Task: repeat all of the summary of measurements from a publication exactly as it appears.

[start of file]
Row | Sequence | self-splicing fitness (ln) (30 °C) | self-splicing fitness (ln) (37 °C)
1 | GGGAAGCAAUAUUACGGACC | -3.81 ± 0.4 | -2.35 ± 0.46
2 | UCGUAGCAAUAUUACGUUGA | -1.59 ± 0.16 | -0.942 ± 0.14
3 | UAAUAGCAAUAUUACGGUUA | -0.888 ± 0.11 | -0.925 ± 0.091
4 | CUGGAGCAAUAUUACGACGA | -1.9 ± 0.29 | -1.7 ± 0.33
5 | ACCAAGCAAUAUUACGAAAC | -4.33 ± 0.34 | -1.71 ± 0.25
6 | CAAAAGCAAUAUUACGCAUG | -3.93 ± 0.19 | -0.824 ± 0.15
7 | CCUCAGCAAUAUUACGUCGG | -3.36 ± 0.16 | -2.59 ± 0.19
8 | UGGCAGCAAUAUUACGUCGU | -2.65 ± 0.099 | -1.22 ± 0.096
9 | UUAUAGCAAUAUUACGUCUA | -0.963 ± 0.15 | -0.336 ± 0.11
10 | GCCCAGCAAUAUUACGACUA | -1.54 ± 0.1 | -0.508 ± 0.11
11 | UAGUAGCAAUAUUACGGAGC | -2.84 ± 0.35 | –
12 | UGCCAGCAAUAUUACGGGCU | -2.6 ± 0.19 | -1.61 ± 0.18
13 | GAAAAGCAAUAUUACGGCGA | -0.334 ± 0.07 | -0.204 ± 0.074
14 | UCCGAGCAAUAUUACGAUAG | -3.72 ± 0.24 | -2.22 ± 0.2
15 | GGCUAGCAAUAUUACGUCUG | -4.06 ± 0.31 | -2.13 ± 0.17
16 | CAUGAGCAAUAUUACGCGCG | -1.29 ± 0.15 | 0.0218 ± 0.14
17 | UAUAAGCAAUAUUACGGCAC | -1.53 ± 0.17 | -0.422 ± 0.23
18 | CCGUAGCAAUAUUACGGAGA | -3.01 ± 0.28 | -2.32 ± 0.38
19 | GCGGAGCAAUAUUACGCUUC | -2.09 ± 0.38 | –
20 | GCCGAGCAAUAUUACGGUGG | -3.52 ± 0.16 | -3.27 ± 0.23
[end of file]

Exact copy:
Row | Sequence | self-splicing fitness (ln) (30 °C) | self-splicing fitness (ln) (37 °C)
1 | GGGAAGCAAUAUUACGGACC | -3.81 ± 0.4 | -2.35 ± 0.46
2 | UCGUAGCAAUAUUACGUUGA | -1.59 ± 0.16 | -0.942 ± 0.14
3 | UAAUAGCAAUAUUACGGUUA | -0.888 ± 0.11 | -0.925 ± 0.091
4 | CUGGAGCAAUAUUACGACGA | -1.9 ± 0.29 | -1.7 ± 0.33
5 | ACCAAGCAAUAUUACGAAAC | -4.33 ± 0.34 | -1.71 ± 0.25
6 | CAAAAGCAAUAUUACGCAUG | -3.93 ± 0.19 | -0.824 ± 0.15
7 | CCUCAGCAAUAUUACGUCGG | -3.36 ± 0.16 | -2.59 ± 0.19
8 | UGGCAGCAAUAUUACGUCGU | -2.65 ± 0.099 | -1.22 ± 0.096
9 | UUAUAGCAAUAUUACGUCUA | -0.963 ± 0.15 | -0.336 ± 0.11
10 | GCCCAGCAAUAUUACGACUA | -1.54 ± 0.1 | -0.508 ± 0.11
11 | UAGUAGCAAUAUUACGGAGC | -2.84 ± 0.35 | –
12 | UGCCAGCAAUAUUACGGGCU | -2.6 ± 0.19 | -1.61 ± 0.18
13 | GAAAAGCAAUAUUACGGCGA | -0.334 ± 0.07 | -0.204 ± 0.074
14 | UCCGAGCAAUAUUACGAUAG | -3.72 ± 0.24 | -2.22 ± 0.2
15 | GGCUAGCAAUAUUACGUCUG | -4.06 ± 0.31 | -2.13 ± 0.17
16 | CAUGAGCAAUAUUACGCGCG | -1.29 ± 0.15 | 0.0218 ± 0.14
17 | UAUAAGCAAUAUUACGGCAC | -1.53 ± 0.17 | -0.422 ± 0.23
18 | CCGUAGCAAUAUUACGGAGA | -3.01 ± 0.28 | -2.32 ± 0.38
19 | GCGGAGCAAUAUUACGCUUC | -2.09 ± 0.38 | –
20 | GCCGAGCAAUAUUACGGUGG | -3.52 ± 0.16 | -3.27 ± 0.23